Liberals will fulfil promise of dental care for kids, Freeland says
Creation of a national dental care program is a condition of the Liberal-NDP agreement
The Liberal government is committed to its promise of delivering on a national dental care program, Deputy Prime Minister Chrystia Freeland said Tuesday, though she noted that creating new government programs can be complicated.
Asked about concerns voiced by NDP Leader Jagmeet Singh about the government's ability to introduce the dental program, Freeland said it was one of the government's pledges in its last budget.
"When it comes to dental care, we made a clear commitment in the budget to provide dental care for children under 12 in families earning $90,000 or less to provide dental care to those children this year," Freeland told reporters after touring an automotive parts company in the Toronto area. "That was a commitment I was glad to make."
"I think that it is very consistent with the values of Canadians. Kids should not have their teeth get rotten just because their parents don't have enough money to pay for them to go see a dentist."
Drawing a parallel between the promised dental program and child care agreements across the country, Freeland said it can sometimes take longer than planned to roll out government initiatives.
"Delivering new services to Canadians is complicated and I think Canadians understand that. We are working very, very hard on dental care."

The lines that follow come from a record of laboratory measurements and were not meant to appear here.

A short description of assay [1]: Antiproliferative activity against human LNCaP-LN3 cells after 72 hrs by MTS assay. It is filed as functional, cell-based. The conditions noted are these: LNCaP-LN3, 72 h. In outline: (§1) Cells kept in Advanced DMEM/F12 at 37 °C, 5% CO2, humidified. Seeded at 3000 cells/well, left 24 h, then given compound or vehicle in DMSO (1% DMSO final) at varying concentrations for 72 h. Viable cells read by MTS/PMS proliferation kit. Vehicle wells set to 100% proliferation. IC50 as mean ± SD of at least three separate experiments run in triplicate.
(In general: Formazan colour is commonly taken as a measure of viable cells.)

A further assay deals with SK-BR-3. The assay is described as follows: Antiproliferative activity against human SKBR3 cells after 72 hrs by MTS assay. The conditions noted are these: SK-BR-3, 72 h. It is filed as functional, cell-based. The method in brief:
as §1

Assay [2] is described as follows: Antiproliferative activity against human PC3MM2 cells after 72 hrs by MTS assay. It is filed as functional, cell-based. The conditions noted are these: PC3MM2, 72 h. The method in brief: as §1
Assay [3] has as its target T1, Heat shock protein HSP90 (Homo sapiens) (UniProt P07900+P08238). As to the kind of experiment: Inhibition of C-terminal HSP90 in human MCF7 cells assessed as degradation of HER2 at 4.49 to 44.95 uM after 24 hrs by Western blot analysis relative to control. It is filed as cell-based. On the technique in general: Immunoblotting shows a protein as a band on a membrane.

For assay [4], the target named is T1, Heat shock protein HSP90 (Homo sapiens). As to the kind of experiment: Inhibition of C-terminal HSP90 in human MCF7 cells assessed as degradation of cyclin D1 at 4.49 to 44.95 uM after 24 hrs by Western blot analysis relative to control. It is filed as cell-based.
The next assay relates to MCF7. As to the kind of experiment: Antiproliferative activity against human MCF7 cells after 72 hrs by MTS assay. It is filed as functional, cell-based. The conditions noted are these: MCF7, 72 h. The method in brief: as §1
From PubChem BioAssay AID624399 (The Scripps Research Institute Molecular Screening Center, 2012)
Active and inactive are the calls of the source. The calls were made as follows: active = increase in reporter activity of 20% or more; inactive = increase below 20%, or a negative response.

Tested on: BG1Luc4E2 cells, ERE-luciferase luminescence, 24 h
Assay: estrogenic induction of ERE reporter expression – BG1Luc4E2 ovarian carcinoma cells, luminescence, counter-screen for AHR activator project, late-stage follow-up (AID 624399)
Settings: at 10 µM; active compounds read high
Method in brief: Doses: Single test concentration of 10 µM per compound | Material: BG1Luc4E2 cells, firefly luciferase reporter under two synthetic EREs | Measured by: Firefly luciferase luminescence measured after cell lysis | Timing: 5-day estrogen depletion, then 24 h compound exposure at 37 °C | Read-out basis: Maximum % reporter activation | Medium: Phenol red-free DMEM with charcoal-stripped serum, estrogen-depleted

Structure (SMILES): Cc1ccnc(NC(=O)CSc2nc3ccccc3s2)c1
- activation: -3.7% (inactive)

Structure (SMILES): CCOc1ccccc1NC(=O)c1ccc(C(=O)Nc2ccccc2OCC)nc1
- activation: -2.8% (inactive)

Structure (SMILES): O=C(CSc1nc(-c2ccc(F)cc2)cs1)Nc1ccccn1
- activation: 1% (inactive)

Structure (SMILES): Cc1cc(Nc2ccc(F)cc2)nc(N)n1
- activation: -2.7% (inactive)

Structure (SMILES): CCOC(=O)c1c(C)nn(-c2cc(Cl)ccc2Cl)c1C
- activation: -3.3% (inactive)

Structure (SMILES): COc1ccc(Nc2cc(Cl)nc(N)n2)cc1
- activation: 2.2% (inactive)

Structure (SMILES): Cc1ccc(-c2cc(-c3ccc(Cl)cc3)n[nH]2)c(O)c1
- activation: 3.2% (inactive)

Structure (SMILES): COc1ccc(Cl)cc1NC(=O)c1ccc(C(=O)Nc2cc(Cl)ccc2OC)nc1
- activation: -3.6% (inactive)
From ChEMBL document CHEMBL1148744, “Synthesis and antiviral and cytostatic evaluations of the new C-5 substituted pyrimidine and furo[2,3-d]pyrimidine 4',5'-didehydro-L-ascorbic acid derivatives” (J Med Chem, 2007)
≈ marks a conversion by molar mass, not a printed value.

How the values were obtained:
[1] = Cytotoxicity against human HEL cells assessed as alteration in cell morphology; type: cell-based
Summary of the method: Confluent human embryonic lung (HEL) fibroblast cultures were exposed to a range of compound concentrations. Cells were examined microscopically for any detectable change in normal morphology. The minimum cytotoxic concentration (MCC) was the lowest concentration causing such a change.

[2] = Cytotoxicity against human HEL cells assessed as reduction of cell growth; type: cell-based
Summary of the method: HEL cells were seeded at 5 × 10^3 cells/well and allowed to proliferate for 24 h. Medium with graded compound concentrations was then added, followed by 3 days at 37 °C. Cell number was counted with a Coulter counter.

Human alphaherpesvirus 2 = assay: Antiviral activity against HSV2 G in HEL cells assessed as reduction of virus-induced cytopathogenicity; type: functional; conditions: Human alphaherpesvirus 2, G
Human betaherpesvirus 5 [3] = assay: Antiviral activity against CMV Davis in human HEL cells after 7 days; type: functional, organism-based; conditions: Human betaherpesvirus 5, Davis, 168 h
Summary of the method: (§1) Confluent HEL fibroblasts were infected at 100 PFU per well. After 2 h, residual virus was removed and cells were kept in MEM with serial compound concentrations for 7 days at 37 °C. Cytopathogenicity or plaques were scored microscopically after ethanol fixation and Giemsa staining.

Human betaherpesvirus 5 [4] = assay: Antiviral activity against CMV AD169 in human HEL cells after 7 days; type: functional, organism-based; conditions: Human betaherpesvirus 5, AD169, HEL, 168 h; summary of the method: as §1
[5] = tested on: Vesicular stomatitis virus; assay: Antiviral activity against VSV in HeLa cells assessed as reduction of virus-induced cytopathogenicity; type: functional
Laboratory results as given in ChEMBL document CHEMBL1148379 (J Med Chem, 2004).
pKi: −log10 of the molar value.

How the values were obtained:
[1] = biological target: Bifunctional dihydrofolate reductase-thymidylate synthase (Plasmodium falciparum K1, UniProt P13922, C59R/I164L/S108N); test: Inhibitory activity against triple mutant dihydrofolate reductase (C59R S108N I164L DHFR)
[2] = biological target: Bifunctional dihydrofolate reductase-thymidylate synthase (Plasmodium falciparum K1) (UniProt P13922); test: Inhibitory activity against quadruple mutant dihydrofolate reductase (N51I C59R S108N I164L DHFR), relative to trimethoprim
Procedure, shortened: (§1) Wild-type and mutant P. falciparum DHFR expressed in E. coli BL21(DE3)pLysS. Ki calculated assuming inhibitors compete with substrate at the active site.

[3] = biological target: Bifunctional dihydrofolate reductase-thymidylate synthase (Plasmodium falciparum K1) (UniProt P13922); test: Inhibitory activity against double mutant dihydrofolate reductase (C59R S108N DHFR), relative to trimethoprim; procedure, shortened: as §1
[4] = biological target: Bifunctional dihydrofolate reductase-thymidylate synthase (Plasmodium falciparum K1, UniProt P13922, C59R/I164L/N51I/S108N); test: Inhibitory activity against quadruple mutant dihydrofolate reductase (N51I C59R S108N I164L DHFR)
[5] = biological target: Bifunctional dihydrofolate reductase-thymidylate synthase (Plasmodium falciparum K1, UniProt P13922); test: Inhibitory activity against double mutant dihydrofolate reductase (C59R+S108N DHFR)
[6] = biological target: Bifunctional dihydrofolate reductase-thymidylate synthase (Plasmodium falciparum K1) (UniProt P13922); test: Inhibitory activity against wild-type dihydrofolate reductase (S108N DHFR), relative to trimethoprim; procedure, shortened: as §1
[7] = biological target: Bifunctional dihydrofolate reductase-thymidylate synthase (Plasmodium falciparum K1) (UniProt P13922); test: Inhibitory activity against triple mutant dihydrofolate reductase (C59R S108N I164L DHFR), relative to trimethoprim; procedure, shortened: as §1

Freeland's comments come after NDP Leader Jagmeet Singh told the Toronto Star that he is prepared to walk away from the confidence and supply deal to support Prime Minister Justin Trudeau's minority government if the dental program for children is not implemented by the end of the year.
Singh said he also wanted the government to fulfil a second part of the deal — a $500 top up for those who receive the Canada Housing Benefit.
NDP Health Critic Don Davies said talks with his Liberal counterparts to come up with a plan for a kids dental program have been going well. Given that the program for children is the first step in a program that could cover between seven and nine million Canadians by 2025, it is important to get the structure of the program right, he said.
Davies said legislation is already being drafted and in order to get the program in place by the end of the year the legislation will have to be tabled in the first few weeks after Parliament resumes sitting Sept. 19.
Davies said the timetable also means that the initial program should be set up and funded by the federal government.
"To get this established this year, I don't think it is controversial to say…that there's no way you can involve the provinces and get a dental plan up and running in the next six months. They still can't get childcare going and that's been taking a decade."
Participation by the provinces can come later, he said.
"If it's 100 percent federally funded, 100 percent federally administered, we can get the plan up and going. I see a role for the provinces and territories in the future when they want to participate in this and improve the plan."
While health care is often considered provincial jurisdiction, Davies said it is a jurisdiction shared with the federal government and he downplayed the possibility of a province objecting to the plan on jurisdictional grounds.
"I don't think there's a premier in the country that wouldn't want to see citizens in their provinces and territories who don't have access to dental care get access to that primary health care for free…I don't know if anybody is going to hold up a constitution to prevent a 7-year-old who can't get dental care from getting dental care."